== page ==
The contribution of the holidays aside, stress is a constant in our lives. What we often don’t realize, however, is how much concern about weight can cloud all we do, adding stress to even the happiest situations.
A timely example: You’re invited to a holiday party but don’t have anything to wear. You don’t want to go shopping because you know you’ll have a tough time finding anything that looks good on you. Plus, you worry about the food. Will it be rich? Will you be able to resist eating too much of it, giving up all hope of managing emotional eating as you reach for yet another bite? Will you gain weight as a result? Will all eyes be focused on you as you eat — you know they’ll be wondering why someone who looks like you has no willpower, or someone who has type 2 diabetes or who just ‘lost all that weight,’ would make the choice to eat such food.
Whether your worries are founded in reality or not, the issue is the same. We add enormous stress to our lives with such thoughts, that are ruled by our image of ourselves as fat, undeserving and unacceptable.
One of our oldie but goodie FitBriefings — Accept Your Wonderful Self — speaks to the issue of body image, self-esteem and liking who we are — which is much more than what we weigh.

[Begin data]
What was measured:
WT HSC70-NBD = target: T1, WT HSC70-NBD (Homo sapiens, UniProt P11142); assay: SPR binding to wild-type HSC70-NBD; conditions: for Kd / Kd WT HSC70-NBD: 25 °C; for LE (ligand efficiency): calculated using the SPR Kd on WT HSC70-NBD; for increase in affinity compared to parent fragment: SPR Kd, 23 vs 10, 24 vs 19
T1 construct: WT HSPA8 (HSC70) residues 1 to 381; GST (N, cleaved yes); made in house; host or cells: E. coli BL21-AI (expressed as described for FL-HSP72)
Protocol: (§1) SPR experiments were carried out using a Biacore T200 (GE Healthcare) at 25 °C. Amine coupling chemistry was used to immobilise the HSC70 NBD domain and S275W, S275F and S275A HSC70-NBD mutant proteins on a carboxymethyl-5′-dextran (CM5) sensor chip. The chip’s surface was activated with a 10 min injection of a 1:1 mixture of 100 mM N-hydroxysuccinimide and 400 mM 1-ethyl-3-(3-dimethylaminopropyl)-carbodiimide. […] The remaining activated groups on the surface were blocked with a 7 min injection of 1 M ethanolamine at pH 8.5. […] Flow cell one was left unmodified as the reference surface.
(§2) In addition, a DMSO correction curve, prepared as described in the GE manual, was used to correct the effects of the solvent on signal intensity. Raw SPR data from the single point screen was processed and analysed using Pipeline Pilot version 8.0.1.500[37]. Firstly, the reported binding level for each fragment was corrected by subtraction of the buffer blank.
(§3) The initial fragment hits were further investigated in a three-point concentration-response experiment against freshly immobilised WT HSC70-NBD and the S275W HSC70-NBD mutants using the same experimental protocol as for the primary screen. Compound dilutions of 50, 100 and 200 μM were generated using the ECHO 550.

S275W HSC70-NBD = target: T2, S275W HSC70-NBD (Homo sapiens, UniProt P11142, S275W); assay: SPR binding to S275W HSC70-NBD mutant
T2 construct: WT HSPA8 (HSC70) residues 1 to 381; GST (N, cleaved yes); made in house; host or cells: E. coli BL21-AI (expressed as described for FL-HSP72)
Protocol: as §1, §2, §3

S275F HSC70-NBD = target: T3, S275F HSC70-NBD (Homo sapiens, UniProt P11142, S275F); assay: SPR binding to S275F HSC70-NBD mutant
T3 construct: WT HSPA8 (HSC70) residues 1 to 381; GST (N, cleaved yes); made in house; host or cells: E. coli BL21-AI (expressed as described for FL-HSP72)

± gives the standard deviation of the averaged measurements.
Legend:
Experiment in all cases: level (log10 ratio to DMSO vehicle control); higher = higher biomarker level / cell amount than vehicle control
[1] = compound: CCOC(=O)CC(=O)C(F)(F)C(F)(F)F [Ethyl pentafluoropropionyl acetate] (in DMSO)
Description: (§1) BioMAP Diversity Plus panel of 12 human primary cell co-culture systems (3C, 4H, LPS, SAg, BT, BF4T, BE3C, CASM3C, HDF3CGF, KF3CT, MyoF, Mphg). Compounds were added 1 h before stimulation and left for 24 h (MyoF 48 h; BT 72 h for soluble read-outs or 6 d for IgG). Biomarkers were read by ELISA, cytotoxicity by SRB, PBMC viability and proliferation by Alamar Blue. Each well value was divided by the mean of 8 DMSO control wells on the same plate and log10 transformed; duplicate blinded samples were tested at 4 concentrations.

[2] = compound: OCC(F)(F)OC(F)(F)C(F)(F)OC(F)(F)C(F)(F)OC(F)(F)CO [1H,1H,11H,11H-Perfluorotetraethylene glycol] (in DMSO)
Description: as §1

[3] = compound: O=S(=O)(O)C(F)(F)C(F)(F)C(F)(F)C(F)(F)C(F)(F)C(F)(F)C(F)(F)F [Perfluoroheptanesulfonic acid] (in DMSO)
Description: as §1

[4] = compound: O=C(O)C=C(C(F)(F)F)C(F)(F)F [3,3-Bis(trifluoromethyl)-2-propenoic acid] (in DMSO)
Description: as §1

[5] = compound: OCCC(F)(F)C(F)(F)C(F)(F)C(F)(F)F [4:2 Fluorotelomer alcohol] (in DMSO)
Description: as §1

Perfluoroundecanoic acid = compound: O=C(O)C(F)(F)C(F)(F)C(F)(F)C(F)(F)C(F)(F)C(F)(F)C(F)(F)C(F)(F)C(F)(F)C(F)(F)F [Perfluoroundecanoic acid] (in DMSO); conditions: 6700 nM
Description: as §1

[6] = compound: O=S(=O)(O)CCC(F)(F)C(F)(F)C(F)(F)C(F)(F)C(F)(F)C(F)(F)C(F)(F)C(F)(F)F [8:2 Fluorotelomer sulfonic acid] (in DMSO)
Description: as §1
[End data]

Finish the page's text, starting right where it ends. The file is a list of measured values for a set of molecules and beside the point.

Are you aware of how much weight worries create stress in your life? Isn’t it time to begin supporting yourself with your thoughts instead?
poll by twiigs.com
2 responses to “How Much Stress Do Weight Worries Create for You?”
About the Author
Marsha Hudnall, MS, RDN, CD
If you’re looking for an embodiment of dedication disguised as obsession, look no further. Marsha is a registered dietitian who has spent the last four decades working to help women give up dieting rules and understand how to truly take care of themselves. Her mission in life is to help women learn to enjoy eating and living well, without worries about their weight. She encourages women to embrace their love of food, which you might call being a foodie. If so, it’s appropriate because being a foodie means you pay attention when you eat. That’s a recipe made in heaven for eating well. Marsha is the President and Co-Owner of Green Mountain at Fox Run.